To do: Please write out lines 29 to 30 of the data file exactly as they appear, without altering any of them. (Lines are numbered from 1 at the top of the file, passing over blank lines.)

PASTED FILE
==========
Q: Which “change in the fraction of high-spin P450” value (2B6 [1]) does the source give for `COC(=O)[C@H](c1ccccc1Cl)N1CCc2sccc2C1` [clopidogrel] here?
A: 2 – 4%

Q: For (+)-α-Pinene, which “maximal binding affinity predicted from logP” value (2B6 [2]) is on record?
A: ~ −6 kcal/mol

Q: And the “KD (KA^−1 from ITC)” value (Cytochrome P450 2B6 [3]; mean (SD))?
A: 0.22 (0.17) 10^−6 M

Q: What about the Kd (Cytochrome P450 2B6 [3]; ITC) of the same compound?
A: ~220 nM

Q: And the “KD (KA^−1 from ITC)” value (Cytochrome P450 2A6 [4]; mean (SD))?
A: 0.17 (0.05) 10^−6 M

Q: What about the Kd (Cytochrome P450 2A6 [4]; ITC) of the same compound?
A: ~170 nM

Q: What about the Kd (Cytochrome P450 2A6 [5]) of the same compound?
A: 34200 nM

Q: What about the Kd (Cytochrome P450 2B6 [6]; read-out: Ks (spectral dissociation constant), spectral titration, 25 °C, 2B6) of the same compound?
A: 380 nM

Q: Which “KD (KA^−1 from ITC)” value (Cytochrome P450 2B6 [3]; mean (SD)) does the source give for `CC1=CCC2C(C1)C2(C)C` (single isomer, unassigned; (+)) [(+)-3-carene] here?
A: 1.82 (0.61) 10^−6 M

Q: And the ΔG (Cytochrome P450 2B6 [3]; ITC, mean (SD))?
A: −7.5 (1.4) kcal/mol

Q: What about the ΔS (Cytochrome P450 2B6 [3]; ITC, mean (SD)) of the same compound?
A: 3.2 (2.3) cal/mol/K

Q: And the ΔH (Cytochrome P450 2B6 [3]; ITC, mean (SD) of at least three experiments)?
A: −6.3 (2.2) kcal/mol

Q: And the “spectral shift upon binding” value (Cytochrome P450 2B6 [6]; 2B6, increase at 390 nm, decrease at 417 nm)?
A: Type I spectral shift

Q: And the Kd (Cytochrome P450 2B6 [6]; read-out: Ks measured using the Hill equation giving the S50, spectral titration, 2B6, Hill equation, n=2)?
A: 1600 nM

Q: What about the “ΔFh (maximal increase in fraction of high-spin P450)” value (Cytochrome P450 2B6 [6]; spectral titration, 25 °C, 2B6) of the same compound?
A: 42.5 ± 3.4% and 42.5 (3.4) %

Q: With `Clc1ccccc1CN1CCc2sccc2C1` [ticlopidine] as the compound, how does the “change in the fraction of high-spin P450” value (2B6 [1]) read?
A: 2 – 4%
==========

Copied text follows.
Q: What about the “ΔFh (maximal increase in fraction of high-spin P450)” value (Cytochrome P450 2B6 [6]; spectral titration, 25 °C, 2B6) of the same compound?
A: 42.5 ± 3.4% and 42.5 (3.4) %